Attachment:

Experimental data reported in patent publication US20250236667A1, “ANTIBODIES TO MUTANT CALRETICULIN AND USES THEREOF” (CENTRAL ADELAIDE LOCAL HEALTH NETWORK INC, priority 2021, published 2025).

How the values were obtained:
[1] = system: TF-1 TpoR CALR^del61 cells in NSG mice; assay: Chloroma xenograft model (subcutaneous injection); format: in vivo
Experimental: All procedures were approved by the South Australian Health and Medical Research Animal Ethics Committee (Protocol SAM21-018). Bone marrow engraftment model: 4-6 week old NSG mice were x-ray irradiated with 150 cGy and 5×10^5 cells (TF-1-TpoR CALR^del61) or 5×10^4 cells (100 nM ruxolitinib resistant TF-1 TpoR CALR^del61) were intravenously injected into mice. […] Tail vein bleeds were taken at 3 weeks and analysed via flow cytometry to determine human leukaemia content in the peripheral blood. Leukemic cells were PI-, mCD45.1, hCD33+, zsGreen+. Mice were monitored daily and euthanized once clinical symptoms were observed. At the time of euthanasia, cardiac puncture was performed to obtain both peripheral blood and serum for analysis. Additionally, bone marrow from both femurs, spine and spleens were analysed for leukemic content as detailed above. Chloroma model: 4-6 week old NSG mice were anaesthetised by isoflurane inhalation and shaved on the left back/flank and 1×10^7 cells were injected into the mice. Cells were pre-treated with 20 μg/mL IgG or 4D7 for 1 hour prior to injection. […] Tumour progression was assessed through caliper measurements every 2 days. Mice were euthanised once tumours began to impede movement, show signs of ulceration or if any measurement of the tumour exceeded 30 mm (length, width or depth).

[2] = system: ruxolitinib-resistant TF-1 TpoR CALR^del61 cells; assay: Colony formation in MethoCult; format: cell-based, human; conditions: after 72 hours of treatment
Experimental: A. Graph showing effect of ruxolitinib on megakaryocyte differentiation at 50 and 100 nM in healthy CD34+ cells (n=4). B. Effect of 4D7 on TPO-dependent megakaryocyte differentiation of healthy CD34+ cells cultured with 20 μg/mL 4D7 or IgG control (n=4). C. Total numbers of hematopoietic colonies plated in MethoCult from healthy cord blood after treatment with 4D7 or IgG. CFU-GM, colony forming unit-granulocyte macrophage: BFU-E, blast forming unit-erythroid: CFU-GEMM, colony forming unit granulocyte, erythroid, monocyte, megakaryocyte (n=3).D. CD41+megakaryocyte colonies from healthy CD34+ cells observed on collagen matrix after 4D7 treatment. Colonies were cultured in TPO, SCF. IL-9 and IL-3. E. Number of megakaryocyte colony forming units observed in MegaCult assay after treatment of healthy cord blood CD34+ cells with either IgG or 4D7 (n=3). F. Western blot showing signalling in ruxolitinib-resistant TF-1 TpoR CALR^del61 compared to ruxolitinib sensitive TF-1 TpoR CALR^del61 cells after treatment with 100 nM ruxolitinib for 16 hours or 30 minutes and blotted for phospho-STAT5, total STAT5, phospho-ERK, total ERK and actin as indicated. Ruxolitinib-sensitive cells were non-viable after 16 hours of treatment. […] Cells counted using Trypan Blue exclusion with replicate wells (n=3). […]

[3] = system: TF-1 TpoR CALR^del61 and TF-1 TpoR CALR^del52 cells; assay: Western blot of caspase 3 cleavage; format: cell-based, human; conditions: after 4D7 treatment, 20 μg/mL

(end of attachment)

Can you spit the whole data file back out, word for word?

Experimental data reported in patent publication US20250236667A1, “ANTIBODIES TO MUTANT CALRETICULIN AND USES THEREOF” (CENTRAL ADELAIDE LOCAL HEALTH NETWORK INC, priority 2021, published 2025).

How the values were obtained:
[1] = system: TF-1 TpoR CALR^del61 cells in NSG mice; assay: Chloroma xenograft model (subcutaneous injection); format: in vivo
Experimental: All procedures were approved by the South Australian Health and Medical Research Animal Ethics Committee (Protocol SAM21-018). Bone marrow engraftment model: 4-6 week old NSG mice were x-ray irradiated with 150 cGy and 5×10^5 cells (TF-1-TpoR CALR^del61) or 5×10^4 cells (100 nM ruxolitinib resistant TF-1 TpoR CALR^del61) were intravenously injected into mice. […] Tail vein bleeds were taken at 3 weeks and analysed via flow cytometry to determine human leukaemia content in the peripheral blood. Leukemic cells were PI-, mCD45.1, hCD33+, zsGreen+. Mice were monitored daily and euthanized once clinical symptoms were observed. At the time of euthanasia, cardiac puncture was performed to obtain both peripheral blood and serum for analysis. Additionally, bone marrow from both femurs, spine and spleens were analysed for leukemic content as detailed above. Chloroma model: 4-6 week old NSG mice were anaesthetised by isoflurane inhalation and shaved on the left back/flank and 1×10^7 cells were injected into the mice. Cells were pre-treated with 20 μg/mL IgG or 4D7 for 1 hour prior to injection. […] Tumour progression was assessed through caliper measurements every 2 days. Mice were euthanised once tumours began to impede movement, show signs of ulceration or if any measurement of the tumour exceeded 30 mm (length, width or depth).

[2] = system: ruxolitinib-resistant TF-1 TpoR CALR^del61 cells; assay: Colony formation in MethoCult; format: cell-based, human; conditions: after 72 hours of treatment
Experimental: A. Graph showing effect of ruxolitinib on megakaryocyte differentiation at 50 and 100 nM in healthy CD34+ cells (n=4). B. Effect of 4D7 on TPO-dependent megakaryocyte differentiation of healthy CD34+ cells cultured with 20 μg/mL 4D7 or IgG control (n=4). C. Total numbers of hematopoietic colonies plated in MethoCult from healthy cord blood after treatment with 4D7 or IgG. CFU-GM, colony forming unit-granulocyte macrophage: BFU-E, blast forming unit-erythroid: CFU-GEMM, colony forming unit granulocyte, erythroid, monocyte, megakaryocyte (n=3).D. CD41+megakaryocyte colonies from healthy CD34+ cells observed on collagen matrix after 4D7 treatment. Colonies were cultured in TPO, SCF. IL-9 and IL-3. E. Number of megakaryocyte colony forming units observed in MegaCult assay after treatment of healthy cord blood CD34+ cells with either IgG or 4D7 (n=3). F. Western blot showing signalling in ruxolitinib-resistant TF-1 TpoR CALR^del61 compared to ruxolitinib sensitive TF-1 TpoR CALR^del61 cells after treatment with 100 nM ruxolitinib for 16 hours or 30 minutes and blotted for phospho-STAT5, total STAT5, phospho-ERK, total ERK and actin as indicated. Ruxolitinib-sensitive cells were non-viable after 16 hours of treatment. […] Cells counted using Trypan Blue exclusion with replicate wells (n=3). […]

[3] = system: TF-1 TpoR CALR^del61 and TF-1 TpoR CALR^del52 cells; assay: Western blot of caspase 3 cleavage; format: cell-based, human; conditions: after 4D7 treatment, 20 μg/mL